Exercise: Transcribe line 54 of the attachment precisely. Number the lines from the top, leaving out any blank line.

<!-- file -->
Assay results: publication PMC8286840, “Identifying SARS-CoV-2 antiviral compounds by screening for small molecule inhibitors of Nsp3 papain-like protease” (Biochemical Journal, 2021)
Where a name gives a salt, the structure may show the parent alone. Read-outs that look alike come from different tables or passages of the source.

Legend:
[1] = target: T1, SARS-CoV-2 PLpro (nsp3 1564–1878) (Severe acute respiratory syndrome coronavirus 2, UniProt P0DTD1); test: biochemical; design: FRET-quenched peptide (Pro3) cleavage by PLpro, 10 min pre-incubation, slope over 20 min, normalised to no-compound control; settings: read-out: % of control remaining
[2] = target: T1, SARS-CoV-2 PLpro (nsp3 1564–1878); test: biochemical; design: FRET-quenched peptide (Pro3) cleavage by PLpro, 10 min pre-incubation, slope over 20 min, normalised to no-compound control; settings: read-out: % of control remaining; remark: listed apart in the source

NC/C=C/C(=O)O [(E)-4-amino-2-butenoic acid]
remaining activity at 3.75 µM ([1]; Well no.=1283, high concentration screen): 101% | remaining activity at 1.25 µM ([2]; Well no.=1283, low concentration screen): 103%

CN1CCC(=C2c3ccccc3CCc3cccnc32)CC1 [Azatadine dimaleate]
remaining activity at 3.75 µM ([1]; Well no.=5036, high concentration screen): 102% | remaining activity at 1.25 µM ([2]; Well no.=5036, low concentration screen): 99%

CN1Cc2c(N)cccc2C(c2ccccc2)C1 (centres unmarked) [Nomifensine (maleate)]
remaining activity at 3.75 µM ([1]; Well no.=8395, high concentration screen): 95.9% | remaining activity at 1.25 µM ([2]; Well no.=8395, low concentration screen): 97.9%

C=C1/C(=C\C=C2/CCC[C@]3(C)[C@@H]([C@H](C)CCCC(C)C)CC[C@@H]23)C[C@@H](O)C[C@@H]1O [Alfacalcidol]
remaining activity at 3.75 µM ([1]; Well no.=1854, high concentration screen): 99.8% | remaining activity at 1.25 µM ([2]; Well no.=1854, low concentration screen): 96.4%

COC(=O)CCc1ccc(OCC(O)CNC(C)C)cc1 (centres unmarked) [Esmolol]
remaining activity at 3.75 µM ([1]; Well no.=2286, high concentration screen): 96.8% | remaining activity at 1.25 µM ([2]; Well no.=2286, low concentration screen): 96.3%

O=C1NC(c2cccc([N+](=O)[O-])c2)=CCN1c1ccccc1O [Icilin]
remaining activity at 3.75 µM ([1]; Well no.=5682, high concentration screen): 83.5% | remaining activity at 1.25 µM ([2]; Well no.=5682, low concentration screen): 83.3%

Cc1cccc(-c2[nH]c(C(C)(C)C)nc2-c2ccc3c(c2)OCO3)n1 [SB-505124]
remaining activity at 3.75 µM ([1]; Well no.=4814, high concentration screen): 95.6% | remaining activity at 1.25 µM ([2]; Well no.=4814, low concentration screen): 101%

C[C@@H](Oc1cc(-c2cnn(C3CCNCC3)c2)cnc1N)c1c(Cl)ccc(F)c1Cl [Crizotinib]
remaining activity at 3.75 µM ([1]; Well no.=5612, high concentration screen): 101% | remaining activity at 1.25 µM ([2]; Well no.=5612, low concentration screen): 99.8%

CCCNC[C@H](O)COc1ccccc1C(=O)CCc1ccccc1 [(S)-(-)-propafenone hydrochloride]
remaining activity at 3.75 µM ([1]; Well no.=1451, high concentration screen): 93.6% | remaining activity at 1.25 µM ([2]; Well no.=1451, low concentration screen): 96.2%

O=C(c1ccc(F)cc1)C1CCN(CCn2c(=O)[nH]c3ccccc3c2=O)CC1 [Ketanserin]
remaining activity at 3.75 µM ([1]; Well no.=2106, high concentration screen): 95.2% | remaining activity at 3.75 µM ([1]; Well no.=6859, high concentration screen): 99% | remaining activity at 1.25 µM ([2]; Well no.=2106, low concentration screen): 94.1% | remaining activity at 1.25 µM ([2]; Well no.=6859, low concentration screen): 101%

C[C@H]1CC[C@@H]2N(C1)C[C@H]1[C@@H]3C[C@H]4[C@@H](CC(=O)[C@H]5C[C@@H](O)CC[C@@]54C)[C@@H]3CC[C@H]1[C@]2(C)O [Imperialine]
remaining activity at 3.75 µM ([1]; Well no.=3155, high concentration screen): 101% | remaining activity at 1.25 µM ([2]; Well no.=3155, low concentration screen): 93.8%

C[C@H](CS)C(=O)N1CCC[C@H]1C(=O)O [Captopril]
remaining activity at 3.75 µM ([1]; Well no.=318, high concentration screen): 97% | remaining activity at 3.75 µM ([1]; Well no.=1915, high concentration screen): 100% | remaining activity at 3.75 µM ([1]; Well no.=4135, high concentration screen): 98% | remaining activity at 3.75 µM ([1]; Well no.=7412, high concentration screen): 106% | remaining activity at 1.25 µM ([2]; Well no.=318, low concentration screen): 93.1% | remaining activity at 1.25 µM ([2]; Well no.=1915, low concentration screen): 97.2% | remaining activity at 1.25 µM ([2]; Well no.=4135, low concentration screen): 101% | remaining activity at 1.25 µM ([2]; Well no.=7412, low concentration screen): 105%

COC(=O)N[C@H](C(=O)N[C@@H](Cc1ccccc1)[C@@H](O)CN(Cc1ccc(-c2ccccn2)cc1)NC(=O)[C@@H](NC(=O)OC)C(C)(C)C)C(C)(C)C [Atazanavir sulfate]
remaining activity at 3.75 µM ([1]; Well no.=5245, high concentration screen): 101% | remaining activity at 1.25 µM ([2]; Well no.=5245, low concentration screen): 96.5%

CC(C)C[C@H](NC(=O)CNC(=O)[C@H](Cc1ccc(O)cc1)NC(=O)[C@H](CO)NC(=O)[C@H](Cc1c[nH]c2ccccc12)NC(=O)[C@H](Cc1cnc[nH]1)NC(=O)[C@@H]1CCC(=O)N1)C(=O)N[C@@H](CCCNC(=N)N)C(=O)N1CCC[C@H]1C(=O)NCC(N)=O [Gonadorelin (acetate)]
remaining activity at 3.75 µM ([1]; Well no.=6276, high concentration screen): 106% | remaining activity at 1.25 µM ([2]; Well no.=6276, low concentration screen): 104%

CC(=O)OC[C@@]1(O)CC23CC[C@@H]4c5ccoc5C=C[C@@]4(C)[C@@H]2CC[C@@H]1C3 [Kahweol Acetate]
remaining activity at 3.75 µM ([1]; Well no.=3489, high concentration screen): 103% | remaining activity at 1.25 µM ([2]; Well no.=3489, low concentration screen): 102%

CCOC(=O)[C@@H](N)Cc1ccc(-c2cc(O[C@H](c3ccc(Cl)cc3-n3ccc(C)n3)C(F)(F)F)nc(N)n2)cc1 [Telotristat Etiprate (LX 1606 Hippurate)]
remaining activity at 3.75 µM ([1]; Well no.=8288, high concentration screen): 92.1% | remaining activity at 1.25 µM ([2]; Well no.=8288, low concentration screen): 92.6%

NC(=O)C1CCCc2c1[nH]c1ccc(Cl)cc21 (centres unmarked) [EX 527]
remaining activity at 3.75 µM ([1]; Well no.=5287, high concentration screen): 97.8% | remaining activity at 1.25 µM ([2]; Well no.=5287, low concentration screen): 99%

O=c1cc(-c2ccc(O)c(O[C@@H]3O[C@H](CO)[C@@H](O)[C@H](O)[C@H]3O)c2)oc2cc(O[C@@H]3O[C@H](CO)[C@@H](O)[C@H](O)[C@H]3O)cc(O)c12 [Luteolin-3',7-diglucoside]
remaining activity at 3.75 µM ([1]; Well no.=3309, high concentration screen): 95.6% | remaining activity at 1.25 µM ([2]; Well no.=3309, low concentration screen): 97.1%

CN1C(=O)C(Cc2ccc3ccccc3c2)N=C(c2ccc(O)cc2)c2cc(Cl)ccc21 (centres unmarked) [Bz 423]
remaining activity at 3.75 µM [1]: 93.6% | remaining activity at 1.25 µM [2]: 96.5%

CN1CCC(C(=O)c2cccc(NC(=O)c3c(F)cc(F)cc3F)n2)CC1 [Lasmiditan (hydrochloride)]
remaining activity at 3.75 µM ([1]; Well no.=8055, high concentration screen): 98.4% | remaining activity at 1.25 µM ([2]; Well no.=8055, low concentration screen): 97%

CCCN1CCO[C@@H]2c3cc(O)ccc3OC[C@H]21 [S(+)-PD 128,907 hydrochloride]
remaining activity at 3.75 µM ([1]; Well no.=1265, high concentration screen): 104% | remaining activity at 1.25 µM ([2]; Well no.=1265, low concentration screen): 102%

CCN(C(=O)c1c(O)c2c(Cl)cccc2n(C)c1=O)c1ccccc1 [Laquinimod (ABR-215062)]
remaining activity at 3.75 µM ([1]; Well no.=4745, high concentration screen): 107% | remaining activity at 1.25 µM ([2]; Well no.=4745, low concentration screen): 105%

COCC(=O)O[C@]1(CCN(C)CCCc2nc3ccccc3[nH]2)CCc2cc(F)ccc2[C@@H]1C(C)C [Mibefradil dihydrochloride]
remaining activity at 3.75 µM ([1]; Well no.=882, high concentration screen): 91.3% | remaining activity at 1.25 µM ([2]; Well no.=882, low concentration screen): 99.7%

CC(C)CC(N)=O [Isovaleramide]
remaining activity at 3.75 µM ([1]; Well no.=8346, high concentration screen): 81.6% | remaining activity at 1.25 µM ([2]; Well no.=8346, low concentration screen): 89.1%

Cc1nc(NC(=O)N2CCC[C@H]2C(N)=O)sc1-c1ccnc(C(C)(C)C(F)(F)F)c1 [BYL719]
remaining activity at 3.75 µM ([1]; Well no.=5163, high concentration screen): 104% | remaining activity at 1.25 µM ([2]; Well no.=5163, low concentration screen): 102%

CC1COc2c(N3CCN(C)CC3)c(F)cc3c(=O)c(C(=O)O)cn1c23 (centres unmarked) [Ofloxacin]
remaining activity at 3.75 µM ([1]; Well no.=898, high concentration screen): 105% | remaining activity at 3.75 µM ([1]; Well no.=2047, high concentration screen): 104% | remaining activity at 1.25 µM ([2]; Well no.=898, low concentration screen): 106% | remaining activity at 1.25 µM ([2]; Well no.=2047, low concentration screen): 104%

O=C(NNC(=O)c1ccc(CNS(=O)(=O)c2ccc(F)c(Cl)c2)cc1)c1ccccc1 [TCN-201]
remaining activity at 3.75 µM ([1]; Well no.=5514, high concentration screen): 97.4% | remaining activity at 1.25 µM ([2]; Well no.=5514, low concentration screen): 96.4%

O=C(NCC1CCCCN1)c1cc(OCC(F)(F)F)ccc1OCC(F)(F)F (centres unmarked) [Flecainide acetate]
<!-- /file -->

Cc1nc(NC(=O)N2CCC[C@H]2C(N)=O)sc1-c1ccnc(C(C)(C)C(F)(F)F)c1 [BYL719]